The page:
First Sea Lord, Admiral Sir Alan West, signing the First Day Cover commemorating Trafalgar 2005. Image courtesy www.Defenceimages.mod.uk © MOD
Fifty-seven-year-old Admiral Sir Alan West, the First Sea Lord, was in cheerfully reflective mood as he looked back on the bicentenary celebrations of the 200th anniversary of the Battle of Trafalgar.
They might not have happened on anything like the scale they did if Sir Alan and his Admiralty colleagues had not been determined to hoist the flag for the Royal Navy.
Diplomatic in victory, Sir Alan is tactful when asked about reports that the Government tried to sink the Navy's plans to push out the boat to honour its greatest hero, Horatio Nelson.
"The government said that because of pressure on resources,” he explains, “there were no funds to do it. But I did get approval for four million pounds".
Nelson's flagship at the Battle of Trafalgar, HMS Victory, as it looks today. Photo: Jon Pratty © 24 Hour Museum.
Sea Britain, co-ordinated by the National Maritime Museum in Greenwich, raised millions of pounds in sponsorship for the rest. In a salute to the public, Sir Alan says, "It has been the most wonderful year. I believe people in Britain felt something about this, and also about Nelson."
Sir Alan, who stands down in February 2006, is something of a hero himself. Awarded the Distinguished Service Cross for his role in the Falklands War, his ship, HMS Ardent, was sunk with the loss of 22 crew and around 60 injured.
"When you lose a ship like that you keep in touch forever," he explains, adding that the families of some of the deceased send him Christmas cards every year, and seek his advice on family matters: "It is really quite touching," he says.
Inevitably, the most famous ship on the radar this year has been Nelson's flagship, HMS Victory, built at Chatham dockyard, but now at Portsmouth Historic Dockyard. Elsewhere, museums and heritage sites the length and breadth of the UK responded with a varied programme of exhibitions and events.
The Battle of Trafalgar, 21 October 1805 by JMW Turner, 1824. © National Maritime Museum, London, Greenwich Hospital Collection.
Bookshelves have also been bedecked this year with works by maritime historians critically reappraising the Navy's greatest victory.
Amongt them, Professor Roger Knight's book, The Pursuit of Victory (2005) describes Nelson's frank, consensual and informal leadership style, compared with the formal system of ‘doctrine’ then more usual.
Admiral West explains that, at Trafalgar, Nelson deviated from the standard battle line - two lines opposite each other firing – “because he knew Britain needed a battle of annihilation to stop the threat of invasion".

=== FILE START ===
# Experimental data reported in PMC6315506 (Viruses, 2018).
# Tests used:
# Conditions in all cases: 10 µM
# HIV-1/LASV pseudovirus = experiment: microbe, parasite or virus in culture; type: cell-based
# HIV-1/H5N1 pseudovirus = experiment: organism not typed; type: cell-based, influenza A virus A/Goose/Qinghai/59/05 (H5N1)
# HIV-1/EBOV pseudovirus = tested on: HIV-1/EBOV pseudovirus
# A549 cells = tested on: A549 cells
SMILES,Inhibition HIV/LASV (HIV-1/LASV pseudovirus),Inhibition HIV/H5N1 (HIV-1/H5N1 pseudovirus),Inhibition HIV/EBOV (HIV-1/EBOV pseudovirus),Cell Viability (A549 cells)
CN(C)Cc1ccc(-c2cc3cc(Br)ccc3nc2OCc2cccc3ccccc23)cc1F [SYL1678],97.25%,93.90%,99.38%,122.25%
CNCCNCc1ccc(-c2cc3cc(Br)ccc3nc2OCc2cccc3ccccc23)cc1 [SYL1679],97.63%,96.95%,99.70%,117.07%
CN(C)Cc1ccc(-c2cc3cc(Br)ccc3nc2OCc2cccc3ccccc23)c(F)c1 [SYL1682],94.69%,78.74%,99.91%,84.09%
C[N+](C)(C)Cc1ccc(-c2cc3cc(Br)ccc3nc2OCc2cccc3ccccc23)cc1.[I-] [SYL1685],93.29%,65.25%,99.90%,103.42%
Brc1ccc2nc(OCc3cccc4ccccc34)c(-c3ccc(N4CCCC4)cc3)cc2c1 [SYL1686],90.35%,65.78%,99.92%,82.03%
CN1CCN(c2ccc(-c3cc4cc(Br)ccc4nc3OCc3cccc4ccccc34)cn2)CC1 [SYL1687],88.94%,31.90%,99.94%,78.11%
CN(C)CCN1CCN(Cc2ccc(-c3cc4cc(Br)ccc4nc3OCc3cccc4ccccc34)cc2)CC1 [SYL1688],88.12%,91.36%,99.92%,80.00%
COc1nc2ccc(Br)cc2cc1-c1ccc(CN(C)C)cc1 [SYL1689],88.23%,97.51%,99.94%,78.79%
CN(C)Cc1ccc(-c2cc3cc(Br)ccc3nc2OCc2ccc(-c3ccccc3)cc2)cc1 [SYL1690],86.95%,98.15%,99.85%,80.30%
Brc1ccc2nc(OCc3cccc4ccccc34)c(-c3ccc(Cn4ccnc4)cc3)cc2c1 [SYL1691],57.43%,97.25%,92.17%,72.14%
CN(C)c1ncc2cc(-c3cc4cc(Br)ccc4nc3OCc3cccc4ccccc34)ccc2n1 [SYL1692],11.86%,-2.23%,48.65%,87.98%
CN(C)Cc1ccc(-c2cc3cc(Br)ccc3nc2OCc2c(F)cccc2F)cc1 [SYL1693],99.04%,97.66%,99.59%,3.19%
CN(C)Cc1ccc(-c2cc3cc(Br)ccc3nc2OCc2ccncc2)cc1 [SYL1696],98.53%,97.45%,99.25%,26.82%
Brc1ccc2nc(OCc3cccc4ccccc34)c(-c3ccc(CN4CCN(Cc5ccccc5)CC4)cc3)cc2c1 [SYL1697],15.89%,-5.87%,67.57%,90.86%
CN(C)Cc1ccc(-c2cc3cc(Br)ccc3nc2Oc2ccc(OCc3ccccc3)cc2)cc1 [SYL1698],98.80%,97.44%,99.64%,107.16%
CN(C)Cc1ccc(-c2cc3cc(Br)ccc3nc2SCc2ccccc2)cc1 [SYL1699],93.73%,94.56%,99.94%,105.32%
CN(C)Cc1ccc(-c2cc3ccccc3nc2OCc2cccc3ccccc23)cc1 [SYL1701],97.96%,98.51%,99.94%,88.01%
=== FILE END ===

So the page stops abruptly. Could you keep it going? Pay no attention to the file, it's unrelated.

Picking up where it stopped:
In other words he took a real risk "but he understood it,” says Sir Alan, “and was also genius enough to make sure every captain understood what he intended to do. The last signal he always put up was 'engage the enemy more closely'".
Sir Alan does not think doctrine is any less important today, although he adds that what the Navy now pushes is Mission Command. "This is where you ensure all those below you understand what you want to happen,” he says. “They are then empowered to do things. The more of that you can get the better, and the further you can push it down the tree, the better.”
“That's what Nelson was very good at, and that is what we really push very hard today, but there have been times in our history when we haven't been that good at it"
An aerial view of the vast Naval base at Portsmouth Harbour.
Observing that as the Victorian times marched forward through to the First World War, Sir Alan thinks we probably lost some of that flexibility. “If you look at the Battle of Jutland (the only major fleet action of World War One), one could argue that there was less flexibility for our forces. Perhaps if they had been imbued with this sort of 'Nelsonian' view it might have gone slightly differently.”
Napoleon Bonaparte observed in 1815: “If it had not been for you English, I should have been Emperor of the East.”
But while Nelson was indeed English, according to the Ayshford Trafalgar Roll, just over half the able seamen at Trafalgar were English (53 per cent) followed by the Irish (21 per cent). Ireland had a much bigger population compared with England and Scotland. It was before the potato famine. The Scots were the next highest at seven per cent, although many more may have gone to England and been recruited there.
One important change since Nelson's day is that women can now serve on board ship. "This has created a better environment," says Sir Alan, adding: "Indeed, we could not run a Navy, with the high quality people we need today, if we didn't have women."
Death of Nelson (detail) by Daniel Maclise. © National Museums Liverpool, Walker Art Gallery.
The Royal Navy continues to evolve and although there are political questions about its size and future role the commemoration of Trafalgar has made 2005 an important year for the ‘Senior Service’.
In pressing ahead with impressive celebrations of this momentous battle, Lord Nelson, who was hit by a French bullet on the deck of the Victory, would have been left in no doubt that England had indeed done its duty this year.
Veronica Cowan is a freelance journalist.